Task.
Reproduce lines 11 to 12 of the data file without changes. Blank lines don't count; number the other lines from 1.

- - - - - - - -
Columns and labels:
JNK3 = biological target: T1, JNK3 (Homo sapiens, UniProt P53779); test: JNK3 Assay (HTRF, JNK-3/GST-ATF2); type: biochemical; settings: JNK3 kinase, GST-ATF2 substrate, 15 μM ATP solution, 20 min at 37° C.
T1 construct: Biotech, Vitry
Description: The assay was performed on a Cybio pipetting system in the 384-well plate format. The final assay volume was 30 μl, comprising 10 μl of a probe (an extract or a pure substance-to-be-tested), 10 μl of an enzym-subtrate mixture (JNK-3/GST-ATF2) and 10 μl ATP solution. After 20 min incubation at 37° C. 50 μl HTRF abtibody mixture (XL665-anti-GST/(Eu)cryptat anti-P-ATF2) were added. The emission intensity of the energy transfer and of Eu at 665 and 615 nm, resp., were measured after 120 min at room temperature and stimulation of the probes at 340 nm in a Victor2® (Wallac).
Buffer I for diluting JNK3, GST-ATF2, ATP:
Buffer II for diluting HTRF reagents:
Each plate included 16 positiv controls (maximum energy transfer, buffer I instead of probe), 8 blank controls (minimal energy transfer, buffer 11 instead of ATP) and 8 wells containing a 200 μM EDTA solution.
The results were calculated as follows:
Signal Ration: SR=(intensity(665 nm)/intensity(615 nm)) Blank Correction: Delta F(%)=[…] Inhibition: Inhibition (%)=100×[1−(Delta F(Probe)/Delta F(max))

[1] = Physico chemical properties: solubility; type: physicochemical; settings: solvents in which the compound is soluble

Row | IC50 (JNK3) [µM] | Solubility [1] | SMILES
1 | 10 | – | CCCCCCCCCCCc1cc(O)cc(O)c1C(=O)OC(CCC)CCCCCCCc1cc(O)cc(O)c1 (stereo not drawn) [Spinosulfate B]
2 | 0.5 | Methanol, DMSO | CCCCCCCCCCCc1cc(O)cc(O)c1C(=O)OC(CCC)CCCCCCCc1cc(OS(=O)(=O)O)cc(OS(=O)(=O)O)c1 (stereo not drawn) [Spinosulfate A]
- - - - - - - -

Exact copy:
Row | IC50 (JNK3) [µM] | Solubility [1] | SMILES
1 | 10 | – | CCCCCCCCCCCc1cc(O)cc(O)c1C(=O)OC(CCC)CCCCCCCc1cc(O)cc(O)c1 (stereo not drawn) [Spinosulfate B]